The disaster on the Japanese coast in March 2011, however, fit the bill perfectly, despite the language barrier. At first, the tsunami provided spectacular images and compelling individual human-interest stories. Following this the accident at the Fukushima nuclear power plant created tension and fear around the globe. U.S. news channel CNN succeeded in creating the first Media-thon in 1991, during the first Gulf War. The desert battle for Kuwait pushed soap operas off the air at the time. It was CNN’s breakthrough. For the first time ever, the news channel achieved continuously high ratings.
And yet, huge media events as such are nothing new. The sinking of the Titanic was covered at length in 1912, as were the trial against the kidnapper of the Lindbergh baby in 1935 and the assassination of John F. Kennedy in 1963.
Using modern technology, CNN succeeded in doing something new: The Gulf War had its own logo, its own theme music; it had stars like General Colin Powell on the army side and reporter Peter Arnett for the media. But most of all, an international audience was watching – live, thanks to satellite technology. «The first instance history had been shaped (and spun, often by the military brass) on the spot into a dramatic 24/7 TV mini-series,» Rich wrote.
Is there money to be earned by such Mediathons? You bet. CNN had been waiting for ratings like those they got for Boston for years. Twenty-five percent more viewers tuned in when John F. Kennedy Jr. crashed his Cessna and died. Three weeks after Princess Diana’s fatal accident in 1997 TV channels still registered a twenty percent audience increase. Bill Clinton’s 1998 affair with intern Monica Lewinsky was a ratings hit.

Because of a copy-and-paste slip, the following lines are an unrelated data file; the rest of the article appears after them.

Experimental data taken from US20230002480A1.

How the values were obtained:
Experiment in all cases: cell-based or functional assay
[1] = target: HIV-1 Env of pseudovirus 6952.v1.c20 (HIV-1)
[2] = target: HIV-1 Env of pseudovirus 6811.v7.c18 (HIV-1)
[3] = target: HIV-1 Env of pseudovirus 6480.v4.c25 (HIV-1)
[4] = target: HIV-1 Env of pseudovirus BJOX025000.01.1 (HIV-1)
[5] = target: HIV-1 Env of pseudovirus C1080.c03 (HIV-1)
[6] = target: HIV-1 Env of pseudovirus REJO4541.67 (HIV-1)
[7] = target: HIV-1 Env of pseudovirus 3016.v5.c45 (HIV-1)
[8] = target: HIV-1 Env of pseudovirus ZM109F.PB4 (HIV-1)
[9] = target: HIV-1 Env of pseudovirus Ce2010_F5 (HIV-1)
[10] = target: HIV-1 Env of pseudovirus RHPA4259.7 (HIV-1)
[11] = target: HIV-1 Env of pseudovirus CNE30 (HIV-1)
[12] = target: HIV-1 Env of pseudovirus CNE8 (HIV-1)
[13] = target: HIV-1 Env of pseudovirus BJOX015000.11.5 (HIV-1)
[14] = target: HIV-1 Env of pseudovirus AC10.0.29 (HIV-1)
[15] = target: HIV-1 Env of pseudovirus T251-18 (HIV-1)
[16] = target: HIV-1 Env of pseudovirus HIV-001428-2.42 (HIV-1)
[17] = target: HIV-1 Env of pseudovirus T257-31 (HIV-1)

The objects of such stories – Lewinsky, Clinton, the Boston bombers – have no control over the coverage. That includes U.S. filmmaker Woody Allen. In 1992, he found himself in the midst of a Mediathon when he separated from his long-time partner Mia Farrow and his relationship with Farrow’s adopted daughter Soon-Yi Previn was disclosed. «I was on the cover of every magazine, and magazines all over the world,» Woody Allen told the New York Times Magazine. He was extremely vexed to suddenly find himself the star of a Mediathon. «I couldn’t believe the amount of interest and size of it. From where I sat, a non-event had spawned a multimillion-dollar business. Newspapers and magazines were set in motion, television shows and even books. Lawyers were engaged, detectives were engaged, psychologists, the judiciary. It was much bigger than anything I had experienced in show business, including the opening of a movie and the Academy Awards.»
It was no laughing matter. «But I found it ironically funny. And I understood why the media were so interested,» Allen said. «In my case, and in these other cases as well, there was a juiciness to the story. Mine had a particularly entertaining quality to it.»
Mediathons are often criticized, especially because speed matters more than facts. The reporting is often riddled with half-truths, exaggerations and fiction – quite intentionally. «The public is even more fond of entertainment than it is of information,» said publisher William Randolph Hearst during the Lindbergh trial. Woody Allen puts it in a nutshell: «When the audience is given the choice, they choose the junk. And so the media are always going to give them the junk.»
Every Mediathon comes to an end, every story loses its appeal, but the public and the media crave their next thrill. «Drama is addictive,» Rich wrote. «This addiction afflicts not only consumers of our Mediathons but also those of us who write about them.» In other words: journalists.